In the summer of 2018 I spent 6-weeks in the USA and the highlight of our holiday was visiting Walt Disney World (WDW) in Orlando, Florida. Disney has been a daunting experience and learning from our time there I want to list all things I learnt of which can allow you to get more out of your time and money spent.
I will not go into the details of ticket purchase. You can buy your tickets direct from WDW website or there are several re-sellers (some recommended by British Mums) where you may get a marginally better price. What is of note is that many resellers will not email you the tickets without an additional charge and international postage of tickets is quite pricey. The re-sellers will send you a code which you will have to present at a “will call” kiosk at the park entrance to get your tickets.
Whichever way you purchase your tickets make sure you take the bank card on which you’ve made the purchase with you! You WILL need this to collect your park entry cards (they’re like credit cards and you get one for each member of your party). If you are staying on-site at a Disney resort you will receive Magic Bands in the post, depending on how far in advance you book, and these smart Bands will replace the entry cards.
Your best friend during the Disney holiday will be the My Disney Experience app. Download it, sign up for an account, and you can use it to purchase your tickets or link already purchased tickets. Its super simple to use but can lag quite a bit. The app also drains the phone battery pretty quickly so remember to take a charging pack with you.
Fast Pass +
Once you’ve sorted tickets you can start planning your holiday using the MDE app. The first step, and I strongly recommend this, is to book your fast passes. You can do this 30-days in advance of your visit, 60-days if you’re staying at a one of the WDW resorts. The reason I recommend you do this ASAP is because the most popular rides get booked up well in advance. For each day at each park you get up to 3 Fast Passes for no additional charge. Once you have used them up, one more Fast Pass will appear in your app. And so on.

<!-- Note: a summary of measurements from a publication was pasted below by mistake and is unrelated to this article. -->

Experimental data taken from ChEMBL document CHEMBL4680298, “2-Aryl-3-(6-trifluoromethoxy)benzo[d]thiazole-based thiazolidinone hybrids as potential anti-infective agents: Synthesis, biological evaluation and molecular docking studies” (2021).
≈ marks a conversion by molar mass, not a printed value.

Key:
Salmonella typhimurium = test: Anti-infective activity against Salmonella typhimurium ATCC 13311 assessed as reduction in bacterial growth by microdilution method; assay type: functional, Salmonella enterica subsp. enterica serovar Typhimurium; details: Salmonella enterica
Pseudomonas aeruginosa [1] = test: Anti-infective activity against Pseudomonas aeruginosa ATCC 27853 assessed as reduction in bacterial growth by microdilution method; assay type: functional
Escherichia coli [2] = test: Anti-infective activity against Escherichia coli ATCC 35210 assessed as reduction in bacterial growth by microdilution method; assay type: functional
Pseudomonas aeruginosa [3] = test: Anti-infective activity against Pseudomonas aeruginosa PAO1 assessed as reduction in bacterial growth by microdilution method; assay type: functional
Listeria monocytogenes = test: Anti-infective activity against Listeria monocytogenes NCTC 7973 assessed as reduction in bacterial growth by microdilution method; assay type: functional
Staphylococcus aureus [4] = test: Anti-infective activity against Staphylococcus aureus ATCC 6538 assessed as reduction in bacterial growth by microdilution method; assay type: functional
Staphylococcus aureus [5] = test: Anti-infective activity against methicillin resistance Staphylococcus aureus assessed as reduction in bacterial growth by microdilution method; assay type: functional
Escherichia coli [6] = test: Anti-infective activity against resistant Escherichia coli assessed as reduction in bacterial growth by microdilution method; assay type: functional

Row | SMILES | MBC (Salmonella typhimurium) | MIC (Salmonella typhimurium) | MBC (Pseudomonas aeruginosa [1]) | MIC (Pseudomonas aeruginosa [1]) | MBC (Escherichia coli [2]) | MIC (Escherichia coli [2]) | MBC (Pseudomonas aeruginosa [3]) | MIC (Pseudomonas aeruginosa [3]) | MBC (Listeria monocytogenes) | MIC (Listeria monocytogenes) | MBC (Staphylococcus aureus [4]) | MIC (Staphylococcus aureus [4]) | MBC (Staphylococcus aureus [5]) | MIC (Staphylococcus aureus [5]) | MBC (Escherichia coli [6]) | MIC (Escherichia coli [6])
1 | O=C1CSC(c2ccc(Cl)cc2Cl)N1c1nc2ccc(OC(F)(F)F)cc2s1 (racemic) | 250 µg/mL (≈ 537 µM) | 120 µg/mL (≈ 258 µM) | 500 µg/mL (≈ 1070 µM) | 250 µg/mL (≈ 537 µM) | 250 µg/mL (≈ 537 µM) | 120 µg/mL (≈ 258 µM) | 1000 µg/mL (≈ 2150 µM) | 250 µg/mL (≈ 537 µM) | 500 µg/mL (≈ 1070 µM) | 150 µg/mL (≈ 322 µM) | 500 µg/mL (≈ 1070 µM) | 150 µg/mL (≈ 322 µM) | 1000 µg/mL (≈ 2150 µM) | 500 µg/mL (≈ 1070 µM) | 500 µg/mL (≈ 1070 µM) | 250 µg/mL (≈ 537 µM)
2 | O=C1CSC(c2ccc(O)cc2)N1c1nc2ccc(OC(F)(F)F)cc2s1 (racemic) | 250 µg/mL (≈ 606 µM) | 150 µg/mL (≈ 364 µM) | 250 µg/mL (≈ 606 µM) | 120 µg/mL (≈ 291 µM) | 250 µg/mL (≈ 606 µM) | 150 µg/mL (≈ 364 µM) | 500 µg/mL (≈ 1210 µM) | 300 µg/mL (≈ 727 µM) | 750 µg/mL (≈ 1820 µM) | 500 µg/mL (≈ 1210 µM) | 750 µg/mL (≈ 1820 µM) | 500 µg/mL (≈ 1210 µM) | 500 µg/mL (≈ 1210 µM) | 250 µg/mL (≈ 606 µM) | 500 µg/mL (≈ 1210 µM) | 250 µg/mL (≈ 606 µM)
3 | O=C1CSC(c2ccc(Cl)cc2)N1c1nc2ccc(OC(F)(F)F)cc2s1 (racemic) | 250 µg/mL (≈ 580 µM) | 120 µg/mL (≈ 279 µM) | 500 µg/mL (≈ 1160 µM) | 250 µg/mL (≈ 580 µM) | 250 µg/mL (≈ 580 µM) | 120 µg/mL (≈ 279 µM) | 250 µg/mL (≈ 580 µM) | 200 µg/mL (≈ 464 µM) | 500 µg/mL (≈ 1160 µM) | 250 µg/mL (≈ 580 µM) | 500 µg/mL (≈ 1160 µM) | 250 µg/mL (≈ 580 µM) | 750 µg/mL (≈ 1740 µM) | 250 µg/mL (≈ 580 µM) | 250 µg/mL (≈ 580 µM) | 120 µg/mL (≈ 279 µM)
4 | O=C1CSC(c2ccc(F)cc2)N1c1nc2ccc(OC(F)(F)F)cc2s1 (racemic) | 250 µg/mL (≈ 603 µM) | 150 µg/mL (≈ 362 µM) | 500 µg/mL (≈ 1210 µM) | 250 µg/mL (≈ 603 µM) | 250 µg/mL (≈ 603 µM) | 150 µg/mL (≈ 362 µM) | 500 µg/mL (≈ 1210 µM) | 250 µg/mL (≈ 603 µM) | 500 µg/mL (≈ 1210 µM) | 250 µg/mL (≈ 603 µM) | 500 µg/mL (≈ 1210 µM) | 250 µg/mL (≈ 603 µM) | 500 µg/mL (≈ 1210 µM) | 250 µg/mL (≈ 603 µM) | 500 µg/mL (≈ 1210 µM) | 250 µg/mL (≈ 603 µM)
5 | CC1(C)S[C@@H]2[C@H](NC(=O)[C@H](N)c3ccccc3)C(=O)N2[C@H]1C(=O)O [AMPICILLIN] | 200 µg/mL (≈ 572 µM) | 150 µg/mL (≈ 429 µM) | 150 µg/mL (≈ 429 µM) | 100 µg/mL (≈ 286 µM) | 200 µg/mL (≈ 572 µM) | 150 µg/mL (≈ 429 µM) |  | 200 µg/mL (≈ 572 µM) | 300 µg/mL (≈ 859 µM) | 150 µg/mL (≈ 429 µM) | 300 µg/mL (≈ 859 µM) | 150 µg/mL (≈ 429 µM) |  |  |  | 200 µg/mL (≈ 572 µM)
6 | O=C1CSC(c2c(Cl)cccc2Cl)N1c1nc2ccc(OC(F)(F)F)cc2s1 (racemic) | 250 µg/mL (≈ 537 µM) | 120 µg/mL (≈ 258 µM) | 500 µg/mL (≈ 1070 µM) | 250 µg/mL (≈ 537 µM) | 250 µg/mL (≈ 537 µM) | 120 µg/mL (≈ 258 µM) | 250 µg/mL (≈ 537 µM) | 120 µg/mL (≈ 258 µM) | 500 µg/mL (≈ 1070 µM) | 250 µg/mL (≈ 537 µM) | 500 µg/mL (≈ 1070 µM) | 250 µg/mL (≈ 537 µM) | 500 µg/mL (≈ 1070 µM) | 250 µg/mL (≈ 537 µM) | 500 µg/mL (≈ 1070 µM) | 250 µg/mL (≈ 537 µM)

Another important thing is to keep checking your email while at the park. Because (and this is SO annoying) whenever a storm starts brewing they shut down all outdoors rides. Florida is thunderstorm central so put two and two together. If your booked Fast Pass is for a ride that’s been temporarily closed, you will be emailed a list of alternative rides you can use your pass on.
So what exactly is a Fast Pass? Disney is queue central. The most popular rides have queues that can be up to 2 hours long. Fast Pass has a separate entrance, and you will likely queue 10-minutes to get on a ride.
As you can probably imagine Disney will cost you $$$$. One day car parking is $22, a double stroller rental is $31, a 500-ml water bottle is $3.
Some costs will be unavoidable. You can however trim the spend by taking your own stroller, something I would strongly recommend even with older kids. Its very crowded over the summer period, very hot and humid, and you will be walking a lot. Each day at the park my Fitbit tracked an average of 10km walked. At one point my 7 and 9 year olds were begging me to rent a stroller for them! You can take your own food and water into the parks. And you can ask at any of the food kiosks for a cup of ice water which is free but keep in mind you may have to queue for this.